And yet mourning the loss of cheap labour broadly sums up the snobbish attitudes of most of the UK, seeing migrant labourers as second-class citizens undeserving of ‘real work’ which must be reserved for the English. Is this not the self-same middle-class elitism that sees couples travel across land and sea on an exotic adventure to rent an impoverished woman’s womb for 9 months? For how long have Britons expected those less fortunate and on the lowest rungs of the class system and paygrade to do the ‘dirty work’ for a fraction of the price?
Perhaps it is time we collectively pull our socks up and swallow our pride. Invest in patriotism, so they say, by fuelling investment into our farms, food and beloved healthcare. If UK recruiters need the work so desperately and it cannot fill positions domestically, then shouldn’t it be paying an actual, living wage? A living wage suitable for both homegrown talent and for those making the voyage across the pond?
Of course, it’s not as simple as this, and some argue stifling low-paid migration won’t impact domestic wages. But still, it cannot be that in the face of a cliff-edge, UK businesses and sectors harpoon the financially destitute from far away lands instead of investing and pragmatically improving conditions for workers.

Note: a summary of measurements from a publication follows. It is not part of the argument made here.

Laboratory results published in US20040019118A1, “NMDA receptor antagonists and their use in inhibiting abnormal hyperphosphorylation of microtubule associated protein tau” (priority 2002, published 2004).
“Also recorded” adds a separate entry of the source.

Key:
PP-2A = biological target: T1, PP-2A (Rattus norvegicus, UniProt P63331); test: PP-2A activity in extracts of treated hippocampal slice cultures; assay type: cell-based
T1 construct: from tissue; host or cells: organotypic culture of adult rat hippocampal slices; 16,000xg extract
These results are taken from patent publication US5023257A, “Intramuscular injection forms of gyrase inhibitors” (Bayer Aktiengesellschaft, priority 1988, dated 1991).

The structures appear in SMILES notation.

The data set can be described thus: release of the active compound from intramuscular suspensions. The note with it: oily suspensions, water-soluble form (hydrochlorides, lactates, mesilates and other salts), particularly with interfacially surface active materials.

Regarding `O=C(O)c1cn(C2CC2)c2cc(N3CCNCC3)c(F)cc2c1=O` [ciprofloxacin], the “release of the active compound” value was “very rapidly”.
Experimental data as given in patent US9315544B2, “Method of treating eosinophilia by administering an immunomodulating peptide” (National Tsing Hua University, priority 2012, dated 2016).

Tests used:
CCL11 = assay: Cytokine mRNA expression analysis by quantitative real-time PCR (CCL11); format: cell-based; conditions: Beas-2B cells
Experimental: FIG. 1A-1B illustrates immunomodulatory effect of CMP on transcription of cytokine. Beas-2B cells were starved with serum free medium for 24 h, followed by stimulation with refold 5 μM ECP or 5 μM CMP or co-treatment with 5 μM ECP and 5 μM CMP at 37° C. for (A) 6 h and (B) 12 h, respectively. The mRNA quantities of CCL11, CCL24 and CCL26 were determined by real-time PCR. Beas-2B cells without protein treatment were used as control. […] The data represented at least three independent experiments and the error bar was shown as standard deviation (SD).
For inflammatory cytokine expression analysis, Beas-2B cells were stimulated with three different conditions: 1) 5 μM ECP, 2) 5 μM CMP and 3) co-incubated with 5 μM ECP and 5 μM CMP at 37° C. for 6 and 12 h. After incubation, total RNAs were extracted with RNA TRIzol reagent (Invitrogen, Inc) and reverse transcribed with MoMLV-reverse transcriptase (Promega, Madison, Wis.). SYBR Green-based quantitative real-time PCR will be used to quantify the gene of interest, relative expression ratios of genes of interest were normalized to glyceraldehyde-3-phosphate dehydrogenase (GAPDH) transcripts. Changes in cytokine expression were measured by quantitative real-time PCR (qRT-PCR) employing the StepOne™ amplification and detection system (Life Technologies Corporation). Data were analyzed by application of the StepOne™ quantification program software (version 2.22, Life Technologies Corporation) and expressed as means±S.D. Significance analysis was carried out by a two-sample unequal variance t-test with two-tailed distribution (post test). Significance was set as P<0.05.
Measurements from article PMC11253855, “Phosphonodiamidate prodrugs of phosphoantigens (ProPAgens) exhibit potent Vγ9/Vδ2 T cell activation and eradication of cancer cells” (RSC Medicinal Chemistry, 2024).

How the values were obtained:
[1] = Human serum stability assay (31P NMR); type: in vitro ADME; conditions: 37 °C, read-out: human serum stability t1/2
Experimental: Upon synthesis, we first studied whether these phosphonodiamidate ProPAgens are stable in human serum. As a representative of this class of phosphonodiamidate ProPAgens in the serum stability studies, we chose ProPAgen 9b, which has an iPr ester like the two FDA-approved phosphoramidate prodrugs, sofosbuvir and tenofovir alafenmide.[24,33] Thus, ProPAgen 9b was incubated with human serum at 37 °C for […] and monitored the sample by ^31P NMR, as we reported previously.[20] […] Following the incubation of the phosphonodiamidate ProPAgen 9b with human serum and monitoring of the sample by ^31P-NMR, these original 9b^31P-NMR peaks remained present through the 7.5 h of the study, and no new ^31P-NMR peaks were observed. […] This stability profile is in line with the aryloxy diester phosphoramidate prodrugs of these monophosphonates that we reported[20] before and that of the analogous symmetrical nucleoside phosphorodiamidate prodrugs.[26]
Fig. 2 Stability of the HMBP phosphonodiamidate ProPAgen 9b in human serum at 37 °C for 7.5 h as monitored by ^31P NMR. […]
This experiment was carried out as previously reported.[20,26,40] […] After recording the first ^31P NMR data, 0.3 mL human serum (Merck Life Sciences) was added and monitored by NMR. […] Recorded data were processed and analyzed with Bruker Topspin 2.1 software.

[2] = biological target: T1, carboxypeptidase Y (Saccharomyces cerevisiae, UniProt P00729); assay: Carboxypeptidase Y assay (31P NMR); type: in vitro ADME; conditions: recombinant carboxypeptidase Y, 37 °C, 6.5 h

The solution to the UK’s hotbed of inequalities should not fall onto the shoulders of migrant volunteers and workers
Despite popular belief, the immigration plan does actually have the potential to progress the UK forward – if executed properly. Clearly, migration isn’t coming to a standstill anytime soon, so productivity and prosperity should continue even if EU migration continues to drop. The proposed salary requirement of £25,600 is still a vast improvement from the current £30,000 expectation and the removal of the skilled workers’ cap and a fast-track route for NHS staff are all serious welcome changes.
Undoubtedly, there is still significant room for improvement. Care work, for example, is still very much at the heart of the problem for the UK with no leg up whatsoever for these invaluable workers through the immigration rules. Again though, this comes down to salary since care workers on average earn £16,000 in the UK. A ‘Care Work’ visa might do the trick, but improved wages and quadrupled budget efforts would be the best plan of action.
However, maybe it’s about time the UK stopped relying on those from the most deprived areas to put food on our tables; maybe Free Movement has granted unscrupulous employers an amnesty to stifle workers rights and wages for too long. Perhaps the end of frictionless mobility, as bitter a pill it is to swallow, is actually long overdue.
For how long have Britons expected those less fortunate and on the lowest rungs of the class system and paygrade to do the ‘dirty work’ for a fraction of the price?
Of course, the Home Office doesn’t quite interpret the immigration plan this way: it wants a total bottleneck system, clamping down on migration for its own populist, political agenda – no matter the cost. But perhaps Brits can take solace in the singular silver-lining of it all: that perhaps the plan may require more graft on our end, but at least it safeguards the rights of those most vulnerable from overseas from exploitation and menial low-paid work in our country.